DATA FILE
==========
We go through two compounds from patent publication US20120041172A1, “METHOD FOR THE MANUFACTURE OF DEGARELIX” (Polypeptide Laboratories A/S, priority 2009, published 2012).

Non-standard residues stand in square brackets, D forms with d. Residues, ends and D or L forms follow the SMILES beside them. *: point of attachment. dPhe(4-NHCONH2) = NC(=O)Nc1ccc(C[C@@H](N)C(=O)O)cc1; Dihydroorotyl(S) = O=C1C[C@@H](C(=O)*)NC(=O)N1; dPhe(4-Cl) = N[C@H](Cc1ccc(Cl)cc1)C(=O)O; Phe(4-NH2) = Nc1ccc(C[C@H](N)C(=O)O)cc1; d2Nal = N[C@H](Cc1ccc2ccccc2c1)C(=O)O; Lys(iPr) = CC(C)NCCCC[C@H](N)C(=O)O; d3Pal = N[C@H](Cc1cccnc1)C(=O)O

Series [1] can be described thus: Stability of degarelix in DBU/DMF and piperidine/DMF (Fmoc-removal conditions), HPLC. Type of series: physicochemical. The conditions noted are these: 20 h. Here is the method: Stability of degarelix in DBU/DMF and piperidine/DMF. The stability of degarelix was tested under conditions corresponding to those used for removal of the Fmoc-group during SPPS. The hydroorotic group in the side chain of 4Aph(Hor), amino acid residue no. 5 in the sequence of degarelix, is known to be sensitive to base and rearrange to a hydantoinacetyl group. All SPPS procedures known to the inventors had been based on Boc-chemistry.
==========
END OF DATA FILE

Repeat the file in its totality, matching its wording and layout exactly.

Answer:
We go through two compounds from patent publication US20120041172A1, “METHOD FOR THE MANUFACTURE OF DEGARELIX” (Polypeptide Laboratories A/S, priority 2009, published 2012).

Non-standard residues stand in square brackets, D forms with d. Residues, ends and D or L forms follow the SMILES beside them. *: point of attachment. dPhe(4-NHCONH2) = NC(=O)Nc1ccc(C[C@@H](N)C(=O)O)cc1; Dihydroorotyl(S) = O=C1C[C@@H](C(=O)*)NC(=O)N1; dPhe(4-Cl) = N[C@H](Cc1ccc(Cl)cc1)C(=O)O; Phe(4-NH2) = Nc1ccc(C[C@H](N)C(=O)O)cc1; d2Nal = N[C@H](Cc1ccc2ccccc2c1)C(=O)O; Lys(iPr) = CC(C)NCCCC[C@H](N)C(=O)O; d3Pal = N[C@H](Cc1cccnc1)C(=O)O

Series [1] can be described thus: Stability of degarelix in DBU/DMF and piperidine/DMF (Fmoc-removal conditions), HPLC. Type of series: physicochemical. The conditions noted are these: 20 h. Here is the method: Stability of degarelix in DBU/DMF and piperidine/DMF. The stability of degarelix was tested under conditions corresponding to those used for removal of the Fmoc-group during SPPS. The hydroorotic group in the side chain of 4Aph(Hor), amino acid residue no. 5 in the sequence of degarelix, is known to be sensitive to base and rearrange to a hydantoinacetyl group. All SPPS procedures known to the inventors had been based on Boc-chemistry.